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Physician Attitudes and Practices at the Time of Patient Death

Susan W. Tolle, MD; Diane L. Elliot, MD; David H. Hickam, MD
Arch Intern Med. 1984;144(12):2389-2391. doi:10.1001/archinte.1984.00350220117024.
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A growing literature on death and dying has resulted in more open discussions among terminally ill patients, their families, and physicians. More attention has been paid to patient death in medical education. In 1980, 74% of US medical schools reported the inclusion of formal course material on death and dying in their curricula.1 The majority of this literature and instruction focuses on interactions with patients who are terminally ill. A few sources have outlined, in a theoretical manner, the physician's role at the time of patient death.2-6 Although patient death contributes to physician stress,7 there is a paucity of information available concerning common physician practices and sentiments after patient death occurs.8 A clearer understanding of these practices may allow us to develop programs to alleviate physician stress, to improve emotional support for patients' families, and to improve medical education. As a first step toward developing this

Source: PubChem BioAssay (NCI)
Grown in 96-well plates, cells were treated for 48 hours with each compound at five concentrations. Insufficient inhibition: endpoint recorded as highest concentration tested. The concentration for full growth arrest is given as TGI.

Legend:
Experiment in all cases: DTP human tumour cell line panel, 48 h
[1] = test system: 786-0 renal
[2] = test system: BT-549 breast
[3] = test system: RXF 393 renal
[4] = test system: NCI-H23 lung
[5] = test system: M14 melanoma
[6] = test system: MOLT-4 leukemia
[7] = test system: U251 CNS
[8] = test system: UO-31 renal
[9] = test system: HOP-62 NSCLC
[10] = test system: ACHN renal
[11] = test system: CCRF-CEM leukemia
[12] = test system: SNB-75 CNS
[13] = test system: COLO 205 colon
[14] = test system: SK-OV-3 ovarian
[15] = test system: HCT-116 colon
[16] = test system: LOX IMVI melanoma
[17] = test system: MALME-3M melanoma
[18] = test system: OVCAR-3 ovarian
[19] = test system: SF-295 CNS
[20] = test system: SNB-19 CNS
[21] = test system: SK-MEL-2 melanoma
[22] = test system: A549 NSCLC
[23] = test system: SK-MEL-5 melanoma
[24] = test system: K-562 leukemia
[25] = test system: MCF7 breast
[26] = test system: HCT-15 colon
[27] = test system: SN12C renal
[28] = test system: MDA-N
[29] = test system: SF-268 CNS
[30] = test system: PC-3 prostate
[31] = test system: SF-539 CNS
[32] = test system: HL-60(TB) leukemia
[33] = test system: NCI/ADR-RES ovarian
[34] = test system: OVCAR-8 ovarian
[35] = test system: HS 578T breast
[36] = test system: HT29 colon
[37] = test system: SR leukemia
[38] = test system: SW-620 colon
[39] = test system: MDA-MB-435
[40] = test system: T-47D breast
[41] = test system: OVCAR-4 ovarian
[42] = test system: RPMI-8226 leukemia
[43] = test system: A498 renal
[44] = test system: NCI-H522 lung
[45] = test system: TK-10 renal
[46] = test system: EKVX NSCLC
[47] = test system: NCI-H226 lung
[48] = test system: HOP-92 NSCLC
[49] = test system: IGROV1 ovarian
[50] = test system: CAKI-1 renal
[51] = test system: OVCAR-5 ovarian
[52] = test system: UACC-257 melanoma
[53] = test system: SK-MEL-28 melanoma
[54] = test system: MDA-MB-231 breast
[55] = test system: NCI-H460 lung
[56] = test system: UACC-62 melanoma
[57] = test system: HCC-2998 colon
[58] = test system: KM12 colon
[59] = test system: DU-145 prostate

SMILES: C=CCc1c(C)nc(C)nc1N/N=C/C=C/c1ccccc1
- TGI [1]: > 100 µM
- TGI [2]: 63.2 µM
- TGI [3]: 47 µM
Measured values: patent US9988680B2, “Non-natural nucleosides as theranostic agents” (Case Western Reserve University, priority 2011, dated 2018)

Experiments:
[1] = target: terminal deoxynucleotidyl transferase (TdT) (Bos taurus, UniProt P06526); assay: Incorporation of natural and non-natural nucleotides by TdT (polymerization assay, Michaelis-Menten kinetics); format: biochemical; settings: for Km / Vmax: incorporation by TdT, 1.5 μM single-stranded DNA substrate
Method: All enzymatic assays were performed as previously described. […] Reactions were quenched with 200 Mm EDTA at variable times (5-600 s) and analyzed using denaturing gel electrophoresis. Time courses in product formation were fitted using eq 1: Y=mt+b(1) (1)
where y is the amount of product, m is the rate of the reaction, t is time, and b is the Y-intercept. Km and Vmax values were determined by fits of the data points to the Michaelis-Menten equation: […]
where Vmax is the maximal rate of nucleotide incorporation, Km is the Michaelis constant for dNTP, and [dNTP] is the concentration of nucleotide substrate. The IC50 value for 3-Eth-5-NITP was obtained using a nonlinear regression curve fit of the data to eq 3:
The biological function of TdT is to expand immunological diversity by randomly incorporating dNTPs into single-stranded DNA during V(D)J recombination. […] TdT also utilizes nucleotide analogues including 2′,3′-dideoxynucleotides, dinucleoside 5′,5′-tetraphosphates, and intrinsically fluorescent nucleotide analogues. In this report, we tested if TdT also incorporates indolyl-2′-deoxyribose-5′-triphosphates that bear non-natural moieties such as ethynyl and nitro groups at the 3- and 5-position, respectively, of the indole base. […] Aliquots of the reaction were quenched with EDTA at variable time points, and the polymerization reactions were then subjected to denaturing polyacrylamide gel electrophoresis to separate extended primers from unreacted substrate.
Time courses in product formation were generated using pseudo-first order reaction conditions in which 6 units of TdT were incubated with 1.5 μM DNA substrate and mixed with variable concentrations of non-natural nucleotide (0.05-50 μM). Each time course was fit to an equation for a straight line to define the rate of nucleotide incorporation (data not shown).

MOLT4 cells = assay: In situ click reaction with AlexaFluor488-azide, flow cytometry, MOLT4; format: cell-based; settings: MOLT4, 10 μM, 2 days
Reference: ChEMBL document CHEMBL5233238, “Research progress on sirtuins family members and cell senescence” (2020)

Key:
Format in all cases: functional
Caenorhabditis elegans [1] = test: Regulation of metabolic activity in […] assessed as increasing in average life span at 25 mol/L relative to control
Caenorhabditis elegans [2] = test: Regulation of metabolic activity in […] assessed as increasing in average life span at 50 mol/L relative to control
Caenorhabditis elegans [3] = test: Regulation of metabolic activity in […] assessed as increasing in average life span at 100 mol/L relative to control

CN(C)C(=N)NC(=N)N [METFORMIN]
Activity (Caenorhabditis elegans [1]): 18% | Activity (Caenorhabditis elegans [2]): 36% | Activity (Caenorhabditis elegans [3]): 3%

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The American Medical Association is accredited by the Accreditation Council for Continuing Medical Education to provide continuing medical education for physicians. The AMA designates this journal-based CME activity for a maximum of 1 AMA PRA Category 1 CreditTM per course. Physicians should claim only the credit commensurate with the extent of their participation in the activity. Physicians who complete the CME course and score at least 80% correct on the quiz are eligible for AMA PRA Category 1 CreditTM.
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